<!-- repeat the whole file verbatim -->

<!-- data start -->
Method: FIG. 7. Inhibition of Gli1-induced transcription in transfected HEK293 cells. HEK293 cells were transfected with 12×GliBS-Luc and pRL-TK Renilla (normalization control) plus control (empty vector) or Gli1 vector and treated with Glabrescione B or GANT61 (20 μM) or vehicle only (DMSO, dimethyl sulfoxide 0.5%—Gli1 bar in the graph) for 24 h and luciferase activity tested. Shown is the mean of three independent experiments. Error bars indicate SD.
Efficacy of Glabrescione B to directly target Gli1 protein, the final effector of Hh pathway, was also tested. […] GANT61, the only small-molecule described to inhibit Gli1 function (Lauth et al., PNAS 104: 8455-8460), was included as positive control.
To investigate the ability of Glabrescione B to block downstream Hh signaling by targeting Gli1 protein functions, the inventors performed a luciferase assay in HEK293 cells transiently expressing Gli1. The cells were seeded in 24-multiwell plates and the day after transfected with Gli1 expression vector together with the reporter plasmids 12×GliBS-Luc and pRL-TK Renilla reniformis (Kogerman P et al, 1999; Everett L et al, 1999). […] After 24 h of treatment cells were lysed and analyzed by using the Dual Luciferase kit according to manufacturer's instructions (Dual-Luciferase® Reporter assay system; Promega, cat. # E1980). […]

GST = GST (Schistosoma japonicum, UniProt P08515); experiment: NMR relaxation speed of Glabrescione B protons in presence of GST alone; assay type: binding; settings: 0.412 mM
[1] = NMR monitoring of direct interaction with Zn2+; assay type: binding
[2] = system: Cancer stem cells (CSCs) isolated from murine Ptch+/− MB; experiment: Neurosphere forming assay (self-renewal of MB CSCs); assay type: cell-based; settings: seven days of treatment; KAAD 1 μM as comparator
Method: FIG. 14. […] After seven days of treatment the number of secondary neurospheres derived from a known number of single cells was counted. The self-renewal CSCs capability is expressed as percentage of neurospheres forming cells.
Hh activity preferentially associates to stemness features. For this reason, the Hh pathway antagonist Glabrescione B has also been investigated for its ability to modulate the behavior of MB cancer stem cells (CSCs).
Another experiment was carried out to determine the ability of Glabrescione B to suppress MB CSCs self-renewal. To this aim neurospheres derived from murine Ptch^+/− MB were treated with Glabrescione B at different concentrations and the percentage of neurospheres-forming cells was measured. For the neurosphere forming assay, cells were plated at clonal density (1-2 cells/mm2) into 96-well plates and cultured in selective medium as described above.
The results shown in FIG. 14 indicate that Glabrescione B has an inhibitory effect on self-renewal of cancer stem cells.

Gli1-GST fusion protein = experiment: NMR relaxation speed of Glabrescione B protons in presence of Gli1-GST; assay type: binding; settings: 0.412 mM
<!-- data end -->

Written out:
Method: FIG. 7. Inhibition of Gli1-induced transcription in transfected HEK293 cells. HEK293 cells were transfected with 12×GliBS-Luc and pRL-TK Renilla (normalization control) plus control (empty vector) or Gli1 vector and treated with Glabrescione B or GANT61 (20 μM) or vehicle only (DMSO, dimethyl sulfoxide 0.5%—Gli1 bar in the graph) for 24 h and luciferase activity tested. Shown is the mean of three independent experiments. Error bars indicate SD.
Efficacy of Glabrescione B to directly target Gli1 protein, the final effector of Hh pathway, was also tested. […] GANT61, the only small-molecule described to inhibit Gli1 function (Lauth et al., PNAS 104: 8455-8460), was included as positive control.
To investigate the ability of Glabrescione B to block downstream Hh signaling by targeting Gli1 protein functions, the inventors performed a luciferase assay in HEK293 cells transiently expressing Gli1. The cells were seeded in 24-multiwell plates and the day after transfected with Gli1 expression vector together with the reporter plasmids 12×GliBS-Luc and pRL-TK Renilla reniformis (Kogerman P et al, 1999; Everett L et al, 1999). […] After 24 h of treatment cells were lysed and analyzed by using the Dual Luciferase kit according to manufacturer's instructions (Dual-Luciferase® Reporter assay system; Promega, cat. # E1980). […]

GST = GST (Schistosoma japonicum, UniProt P08515); experiment: NMR relaxation speed of Glabrescione B protons in presence of GST alone; assay type: binding; settings: 0.412 mM
[1] = NMR monitoring of direct interaction with Zn2+; assay type: binding
[2] = system: Cancer stem cells (CSCs) isolated from murine Ptch+/− MB; experiment: Neurosphere forming assay (self-renewal of MB CSCs); assay type: cell-based; settings: seven days of treatment; KAAD 1 μM as comparator
Method: FIG. 14. […] After seven days of treatment the number of secondary neurospheres derived from a known number of single cells was counted. The self-renewal CSCs capability is expressed as percentage of neurospheres forming cells.
Hh activity preferentially associates to stemness features. For this reason, the Hh pathway antagonist Glabrescione B has also been investigated for its ability to modulate the behavior of MB cancer stem cells (CSCs).
Another experiment was carried out to determine the ability of Glabrescione B to suppress MB CSCs self-renewal. To this aim neurospheres derived from murine Ptch^+/− MB were treated with Glabrescione B at different concentrations and the percentage of neurospheres-forming cells was measured. For the neurosphere forming assay, cells were plated at clonal density (1-2 cells/mm2) into 96-well plates and cultured in selective medium as described above.
The results shown in FIG. 14 indicate that Glabrescione B has an inhibitory effect on self-renewal of cancer stem cells.

Gli1-GST fusion protein = experiment: NMR relaxation speed of Glabrescione B protons in presence of Gli1-GST; assay type: binding; settings: 0.412 mM